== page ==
I’ve blogged before about being a natural introvert and finding the whole concept of talking to people I don’t know challenging.  I know, I spend much of my time talking to groups of thirty young people – but that is a completely different beast.  Trust me!

I love social media; and the security of communicating from behind the safety of my laptop or iPad.  And I would never have got to this point as a writer (see, I still struggle with using the word author!) if it wasn’t for the online Indie community.  Possibly the best feeling is receiving a message or email from a reader and chatting with them about Curve or Heart – and inevitably more!  But every time I have to step away from the screen and talk face to face, I freeze, wishing that I could just click my heels three times and find myself back home.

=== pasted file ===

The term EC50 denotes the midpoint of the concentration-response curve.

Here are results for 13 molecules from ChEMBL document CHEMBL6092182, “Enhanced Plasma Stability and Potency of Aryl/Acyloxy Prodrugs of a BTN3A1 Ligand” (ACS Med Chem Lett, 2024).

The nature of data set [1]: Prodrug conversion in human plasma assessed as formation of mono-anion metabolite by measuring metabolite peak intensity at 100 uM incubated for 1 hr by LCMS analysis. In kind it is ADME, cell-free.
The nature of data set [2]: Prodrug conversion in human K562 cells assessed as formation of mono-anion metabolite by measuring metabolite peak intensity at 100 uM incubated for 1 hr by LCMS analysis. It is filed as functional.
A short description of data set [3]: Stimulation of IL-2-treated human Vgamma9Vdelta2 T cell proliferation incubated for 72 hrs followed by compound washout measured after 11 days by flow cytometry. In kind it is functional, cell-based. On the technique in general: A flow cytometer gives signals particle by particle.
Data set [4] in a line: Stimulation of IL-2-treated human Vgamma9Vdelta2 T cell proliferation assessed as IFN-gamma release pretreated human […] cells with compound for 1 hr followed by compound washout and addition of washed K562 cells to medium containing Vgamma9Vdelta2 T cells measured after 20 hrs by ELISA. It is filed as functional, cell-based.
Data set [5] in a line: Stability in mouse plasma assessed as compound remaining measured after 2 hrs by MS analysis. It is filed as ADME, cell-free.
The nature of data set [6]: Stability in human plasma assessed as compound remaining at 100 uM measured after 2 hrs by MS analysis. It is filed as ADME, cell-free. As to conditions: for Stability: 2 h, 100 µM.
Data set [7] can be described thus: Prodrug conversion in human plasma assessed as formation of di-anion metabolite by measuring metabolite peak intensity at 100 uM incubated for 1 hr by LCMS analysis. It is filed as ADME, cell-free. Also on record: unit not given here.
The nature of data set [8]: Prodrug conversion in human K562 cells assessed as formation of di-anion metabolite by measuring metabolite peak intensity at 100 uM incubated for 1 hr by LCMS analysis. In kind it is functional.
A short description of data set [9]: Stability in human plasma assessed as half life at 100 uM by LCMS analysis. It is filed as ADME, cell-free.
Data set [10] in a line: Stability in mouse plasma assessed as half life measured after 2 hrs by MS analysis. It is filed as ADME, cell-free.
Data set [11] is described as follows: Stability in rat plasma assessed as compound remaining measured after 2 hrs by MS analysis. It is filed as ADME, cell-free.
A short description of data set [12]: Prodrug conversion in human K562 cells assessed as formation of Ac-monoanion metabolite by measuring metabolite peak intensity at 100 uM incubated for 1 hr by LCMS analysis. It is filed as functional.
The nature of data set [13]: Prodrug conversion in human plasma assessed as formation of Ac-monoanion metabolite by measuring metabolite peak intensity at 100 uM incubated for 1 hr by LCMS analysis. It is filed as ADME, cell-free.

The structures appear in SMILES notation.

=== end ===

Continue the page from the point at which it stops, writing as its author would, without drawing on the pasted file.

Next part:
When I went to the Edinburgh signing, it was lovely to meet up with a couple of people I’d got to know online, one of whom has become a very good friend since then.  But I could count on one hand the number of non-authors I spoke to – and that’s because it’s very difficult to ask them to sign a book without talking to them!  At the Peterborough signing, I spoke to a couple of bloggers and a number of authors about the signing experience as London was weighing heavy on my mind – and my lovely sister-in-law was making me talk to people. Everyone was friendly, some amazingly so, and my troubled mind was temporarily stilled.  But starting every single one of those conversations was so difficult.

Since then, I’ve channeled my nervous energy into swag designing / making and writing my third book, trying to pretend that the London signing is ages away.